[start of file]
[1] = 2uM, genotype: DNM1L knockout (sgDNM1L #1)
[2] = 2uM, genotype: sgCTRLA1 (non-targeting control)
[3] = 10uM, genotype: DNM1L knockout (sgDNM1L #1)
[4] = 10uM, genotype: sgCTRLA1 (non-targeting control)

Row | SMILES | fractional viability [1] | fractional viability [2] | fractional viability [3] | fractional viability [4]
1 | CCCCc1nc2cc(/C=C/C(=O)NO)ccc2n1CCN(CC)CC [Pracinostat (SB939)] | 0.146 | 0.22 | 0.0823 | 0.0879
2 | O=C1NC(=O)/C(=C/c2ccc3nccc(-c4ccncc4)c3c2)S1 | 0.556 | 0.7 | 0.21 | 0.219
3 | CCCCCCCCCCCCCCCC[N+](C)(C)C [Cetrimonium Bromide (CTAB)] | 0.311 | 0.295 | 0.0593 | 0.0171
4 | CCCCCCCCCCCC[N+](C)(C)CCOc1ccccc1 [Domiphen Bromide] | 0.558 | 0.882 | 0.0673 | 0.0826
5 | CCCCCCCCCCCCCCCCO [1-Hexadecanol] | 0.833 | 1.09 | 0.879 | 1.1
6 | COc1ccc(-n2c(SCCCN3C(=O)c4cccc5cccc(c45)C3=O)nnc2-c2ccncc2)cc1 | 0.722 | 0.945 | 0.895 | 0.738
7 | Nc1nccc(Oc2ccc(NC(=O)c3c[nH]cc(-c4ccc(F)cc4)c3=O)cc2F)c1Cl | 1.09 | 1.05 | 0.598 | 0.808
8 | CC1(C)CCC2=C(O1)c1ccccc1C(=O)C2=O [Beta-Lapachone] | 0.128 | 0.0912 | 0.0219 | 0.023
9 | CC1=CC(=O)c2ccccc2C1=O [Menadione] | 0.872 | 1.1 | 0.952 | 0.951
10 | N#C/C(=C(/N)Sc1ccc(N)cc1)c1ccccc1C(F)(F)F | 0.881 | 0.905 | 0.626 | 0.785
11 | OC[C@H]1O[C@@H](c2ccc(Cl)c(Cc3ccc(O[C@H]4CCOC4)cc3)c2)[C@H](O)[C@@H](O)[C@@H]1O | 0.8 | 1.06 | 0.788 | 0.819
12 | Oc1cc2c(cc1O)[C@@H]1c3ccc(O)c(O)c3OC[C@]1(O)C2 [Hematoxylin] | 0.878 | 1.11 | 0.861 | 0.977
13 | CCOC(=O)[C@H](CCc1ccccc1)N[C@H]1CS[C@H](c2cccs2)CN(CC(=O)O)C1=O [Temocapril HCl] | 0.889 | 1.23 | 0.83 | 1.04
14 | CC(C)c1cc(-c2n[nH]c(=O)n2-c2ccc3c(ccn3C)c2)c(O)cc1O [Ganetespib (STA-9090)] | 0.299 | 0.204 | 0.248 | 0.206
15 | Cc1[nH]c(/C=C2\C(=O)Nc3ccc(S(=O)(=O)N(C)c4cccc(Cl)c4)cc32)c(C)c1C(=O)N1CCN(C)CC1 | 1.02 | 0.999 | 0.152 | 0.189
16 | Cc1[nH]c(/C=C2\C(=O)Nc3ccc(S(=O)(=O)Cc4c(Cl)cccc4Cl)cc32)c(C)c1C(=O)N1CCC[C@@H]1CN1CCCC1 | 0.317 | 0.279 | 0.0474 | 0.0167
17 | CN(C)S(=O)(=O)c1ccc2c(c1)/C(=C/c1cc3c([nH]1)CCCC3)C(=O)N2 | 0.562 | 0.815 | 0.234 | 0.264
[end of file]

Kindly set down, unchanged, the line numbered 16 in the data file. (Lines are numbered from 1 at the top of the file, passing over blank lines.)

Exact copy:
11 | OC[C@H]1O[C@@H](c2ccc(Cl)c(Cc3ccc(O[C@H]4CCOC4)cc3)c2)[C@H](O)[C@@H](O)[C@@H]1O | 0.8 | 1.06 | 0.788 | 0.819